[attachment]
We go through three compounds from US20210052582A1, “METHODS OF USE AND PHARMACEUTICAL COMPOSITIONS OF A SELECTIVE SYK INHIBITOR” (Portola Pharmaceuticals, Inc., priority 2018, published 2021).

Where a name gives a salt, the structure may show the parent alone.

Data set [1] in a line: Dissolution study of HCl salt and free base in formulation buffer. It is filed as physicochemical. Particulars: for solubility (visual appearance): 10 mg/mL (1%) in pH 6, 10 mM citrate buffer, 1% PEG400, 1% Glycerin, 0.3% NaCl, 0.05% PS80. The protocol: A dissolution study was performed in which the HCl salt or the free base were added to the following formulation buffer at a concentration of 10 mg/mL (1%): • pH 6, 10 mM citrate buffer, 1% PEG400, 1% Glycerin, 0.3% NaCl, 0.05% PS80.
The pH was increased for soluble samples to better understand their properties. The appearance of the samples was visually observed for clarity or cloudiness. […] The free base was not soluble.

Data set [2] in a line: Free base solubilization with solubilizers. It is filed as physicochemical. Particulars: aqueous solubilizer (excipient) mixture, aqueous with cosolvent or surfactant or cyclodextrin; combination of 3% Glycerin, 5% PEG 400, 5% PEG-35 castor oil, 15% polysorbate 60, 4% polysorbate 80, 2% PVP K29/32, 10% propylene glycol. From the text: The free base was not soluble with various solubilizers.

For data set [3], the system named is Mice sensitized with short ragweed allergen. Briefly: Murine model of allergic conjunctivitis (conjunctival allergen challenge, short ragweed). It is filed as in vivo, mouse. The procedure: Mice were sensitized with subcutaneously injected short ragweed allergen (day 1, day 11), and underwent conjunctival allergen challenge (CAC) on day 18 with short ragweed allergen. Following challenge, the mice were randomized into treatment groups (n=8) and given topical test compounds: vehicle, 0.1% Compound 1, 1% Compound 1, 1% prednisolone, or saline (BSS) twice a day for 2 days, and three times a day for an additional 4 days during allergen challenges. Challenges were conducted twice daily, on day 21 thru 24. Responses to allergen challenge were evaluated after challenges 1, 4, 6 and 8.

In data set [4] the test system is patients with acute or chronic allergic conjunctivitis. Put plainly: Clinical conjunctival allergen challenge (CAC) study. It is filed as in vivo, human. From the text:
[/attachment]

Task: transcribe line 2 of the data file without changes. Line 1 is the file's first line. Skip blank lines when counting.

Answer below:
Where a name gives a salt, the structure may show the parent alone.